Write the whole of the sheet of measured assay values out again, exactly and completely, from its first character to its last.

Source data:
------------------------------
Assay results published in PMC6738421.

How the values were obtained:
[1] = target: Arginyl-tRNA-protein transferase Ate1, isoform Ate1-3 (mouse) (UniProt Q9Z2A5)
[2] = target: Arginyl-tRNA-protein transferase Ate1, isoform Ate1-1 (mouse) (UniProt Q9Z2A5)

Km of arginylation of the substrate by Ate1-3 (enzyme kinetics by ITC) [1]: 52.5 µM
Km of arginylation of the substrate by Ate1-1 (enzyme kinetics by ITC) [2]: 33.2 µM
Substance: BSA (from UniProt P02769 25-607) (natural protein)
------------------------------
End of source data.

Assay results published in PMC6738421.

How the values were obtained:
[1] = target: Arginyl-tRNA-protein transferase Ate1, isoform Ate1-3 (mouse) (UniProt Q9Z2A5)
[2] = target: Arginyl-tRNA-protein transferase Ate1, isoform Ate1-1 (mouse) (UniProt Q9Z2A5)

Km of arginylation of the substrate by Ate1-3 (enzyme kinetics by ITC) [1]: 52.5 µM
Km of arginylation of the substrate by Ate1-1 (enzyme kinetics by ITC) [2]: 33.2 µM
Substance: BSA (from UniProt P02769 25-607) (natural protein)